I think it would be good for literature if the severe bubble-inflation of the academic education system made fewer people get humanities degrees. Higher education in the humanities no longer has a meaningful relationship with the future for which it ostensibly prepares students (unless they decide to become academics). If America really cannot go back to the same socioeconomic circumstances that made most middle-class people care about literature way back in the early 20th century, when the rich were still trying to imitate aristocratsâ€"then academia should not force the ghost of that time onto people who just want to get good, middle-class jobs right now.

Most non-technical white collar jobs of today do not require four-plus years of vague "liberal education." Most of these jobs do not require much beyond a high school education and common sense.

Here is an idea, why don't we just start teaching people grammar, composition, and rhetoric skillz in school again? Instead of forcing 13-year-olds to engage in "relevant" analysis of important, socially meaningful booksâ€"again, a holdover from 19th century and early 20th century ideas about the function of literature, from desperate Modernist attempts to "save the canon" that have obviously failed?

What if standard English classes in high school started being normal classes, like math, where students learned simple mental skills? Instead of twisted arenas for emotional manipulation between students and teacher, where students only learn one skill, "how to lie to get ahead"?

Who knows, if modern people actually learned straightforward grammar and composition in school, instead of how to write fake bullshit essays that pretend to follow whatever tepid "modern" platitudes their particular teacher/school district/PTA has substituted for the defunct "Western canon" of the past--if modern people actually learned these simple skills early on, maybe they wouldn't find reading for pleasure as taxing as everyone seems to these days??

17. Polarizing civil cold war is harmful to intellectual honesty.

I am assuming this is a reference to "the culture wars" or something (what an embarrassing phrase, just to even see, the same way as phrases such as "the American intellectual scene" seem pretty gauche; it seems like no one who is actually "intelligent" or "cultured" can care about these things). So this means things like people judging books based on hot political issues, such as whether or not they feature Middle Eastern characters, do they come from "the canon of the Western white male," do they, alternatively, represent "a female voice."

On the one hand, this seems like this is not a big challenge. Lame "intellectual scenes" have existed for hundreds of years, and have seized on books for stupid reasons. If "polarizing civil cold war" causes the public to start caring enough about certain books to take moral issue with them, it seems like it is good for all of literature.

On the other hand, if institutions like academia or maybe the New York Times Book Review, which are still influential, start judging books on the basis of whether or not they feature Muslims or somethingâ€"if these institutions just stop reviewing books that are not deemed "politically significant," for exampleâ€"literature would suffer. Probably this is what Sterling meant.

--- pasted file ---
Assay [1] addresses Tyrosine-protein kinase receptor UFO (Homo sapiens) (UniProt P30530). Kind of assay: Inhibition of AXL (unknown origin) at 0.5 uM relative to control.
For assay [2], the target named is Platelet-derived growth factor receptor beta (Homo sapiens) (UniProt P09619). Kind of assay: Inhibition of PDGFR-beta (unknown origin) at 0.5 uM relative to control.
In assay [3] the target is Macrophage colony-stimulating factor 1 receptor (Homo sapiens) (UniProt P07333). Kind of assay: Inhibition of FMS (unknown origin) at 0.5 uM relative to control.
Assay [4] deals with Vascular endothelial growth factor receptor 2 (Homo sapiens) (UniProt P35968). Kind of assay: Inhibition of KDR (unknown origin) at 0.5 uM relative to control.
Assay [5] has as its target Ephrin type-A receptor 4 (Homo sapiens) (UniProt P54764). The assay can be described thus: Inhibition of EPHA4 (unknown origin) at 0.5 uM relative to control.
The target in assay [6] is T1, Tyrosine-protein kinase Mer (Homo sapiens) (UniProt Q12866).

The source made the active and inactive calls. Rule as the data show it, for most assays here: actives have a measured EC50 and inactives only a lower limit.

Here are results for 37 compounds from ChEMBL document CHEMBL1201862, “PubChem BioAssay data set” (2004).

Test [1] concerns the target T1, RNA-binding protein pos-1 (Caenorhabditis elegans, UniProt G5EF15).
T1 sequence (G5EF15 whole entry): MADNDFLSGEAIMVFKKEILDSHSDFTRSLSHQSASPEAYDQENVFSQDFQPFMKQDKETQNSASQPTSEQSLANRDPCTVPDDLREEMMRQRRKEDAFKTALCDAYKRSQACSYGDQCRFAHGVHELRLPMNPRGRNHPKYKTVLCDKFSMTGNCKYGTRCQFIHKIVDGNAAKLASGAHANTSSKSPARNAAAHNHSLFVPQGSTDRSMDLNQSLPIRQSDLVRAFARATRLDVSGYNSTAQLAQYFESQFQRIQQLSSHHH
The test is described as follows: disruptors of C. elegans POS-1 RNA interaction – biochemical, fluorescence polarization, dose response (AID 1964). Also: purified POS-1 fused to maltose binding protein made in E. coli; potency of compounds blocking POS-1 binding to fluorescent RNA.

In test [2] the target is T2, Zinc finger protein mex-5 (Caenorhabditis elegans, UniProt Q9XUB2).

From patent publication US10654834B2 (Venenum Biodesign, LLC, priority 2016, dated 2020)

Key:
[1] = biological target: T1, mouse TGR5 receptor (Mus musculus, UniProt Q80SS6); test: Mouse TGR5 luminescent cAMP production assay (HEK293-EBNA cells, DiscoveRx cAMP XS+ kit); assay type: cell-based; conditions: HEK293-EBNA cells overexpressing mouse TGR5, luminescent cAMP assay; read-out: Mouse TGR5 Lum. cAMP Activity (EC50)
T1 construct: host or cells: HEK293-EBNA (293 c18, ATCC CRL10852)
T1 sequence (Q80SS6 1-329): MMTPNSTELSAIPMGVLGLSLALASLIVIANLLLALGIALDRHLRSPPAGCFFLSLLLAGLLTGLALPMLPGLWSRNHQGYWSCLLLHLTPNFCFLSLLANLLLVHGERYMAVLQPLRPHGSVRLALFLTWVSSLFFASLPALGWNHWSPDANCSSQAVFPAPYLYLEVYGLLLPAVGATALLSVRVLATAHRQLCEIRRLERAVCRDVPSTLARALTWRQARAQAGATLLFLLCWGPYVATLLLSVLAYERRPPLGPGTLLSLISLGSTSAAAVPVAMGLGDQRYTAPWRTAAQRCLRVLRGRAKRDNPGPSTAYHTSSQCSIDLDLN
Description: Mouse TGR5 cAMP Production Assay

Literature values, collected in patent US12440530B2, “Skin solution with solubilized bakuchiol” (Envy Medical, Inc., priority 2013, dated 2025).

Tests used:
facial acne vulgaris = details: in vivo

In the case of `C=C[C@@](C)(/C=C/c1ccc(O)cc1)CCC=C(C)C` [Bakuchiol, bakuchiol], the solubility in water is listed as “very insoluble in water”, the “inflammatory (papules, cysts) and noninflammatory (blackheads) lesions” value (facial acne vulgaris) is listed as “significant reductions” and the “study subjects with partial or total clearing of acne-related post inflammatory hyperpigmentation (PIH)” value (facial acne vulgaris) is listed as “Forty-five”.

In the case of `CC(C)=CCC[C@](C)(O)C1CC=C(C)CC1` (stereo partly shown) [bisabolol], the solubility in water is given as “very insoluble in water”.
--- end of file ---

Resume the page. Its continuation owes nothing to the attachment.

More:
How to stop this? It seems like "blogging" and the Internet are helping, making sure there is not just "one voice" determining what is important in literature for the people who read it.

18. The Gothic fate of poor slain Poetry is the specter at this dwindling feast.

Literary fiction is much more ambitious in its aims than lyric poetry. The aim of a lyric poem is to convey just one image or idea or emotion (I am not discussing epic poetry because I feel it has basically merged with novels). The aim of literary fiction is to tell a complex story that weaves in a bunch of different shit. Concomitantly, the form of literary fiction allows for much greater flexibility and open-endedness than the form of a lyric poem.

Lyric poetry used to thrive on formal restrictions. Then, formal restrictions became unfashionable (I'm not sure why; again, probably people stopped feeling like they had time for frivolous things like meter; the traditional forms of poetry began to seem irrelevant and they were not really replaced by anything lasting and new, unless you count the forms of popular music). That was when lyric poetry stopped being popular. Without formal restrictions, there was suddenly just not much "substance" to lyric poetry.

The aim of lyric poetry is to convey just one image or idea or emotion. Come on people: this is pretty easy to do with just like a reasonably well-written prose paragraph. Certainly much easier than writing an entire novel, or even a short story. We used to have rules saying that a paragraph of prose "was not a poem," but now we do not.

Modern poetry has been consigned to the same "anything goes" limbo as modern visual arts (by this I mean "the world of fine art," not the noble profession of illustration). I'm not saying there aren't good modern poems or works of fine art. I am saying that this state of affairs where (at least in theory) "anything goes" is uncomfortable and alienating for most audiences, and even, I would argue, most poets and artists. And, unlike individual works of visual art, individual poems are kind of hard to buy, trade, and speculate on financially. Thus, lyric poetry has suffered its "Gothic fate," although it is still practiced by many.

In contrast to lyric poetry, literary fiction has few formal restrictions, which are all to the effect of "ideas and sentences must be linked in some way, forming a 'story.'" These "formal restrictions" are the same as those on ordinary speech and thought, restrictions that the mind automatically imposes even on seemingly unconnected statements. I guess what I am saying is that people naturally tell elaborate stories. People do not naturally describe their feelings in verse. Or maybe feelings detached from special narratives are not considered important enough to express in poetic language any more, now they are relegated to the realm of popular music.


Posted by xerxes on Mon, 17 Aug 2009 00:38:10 -0400 -- permanent link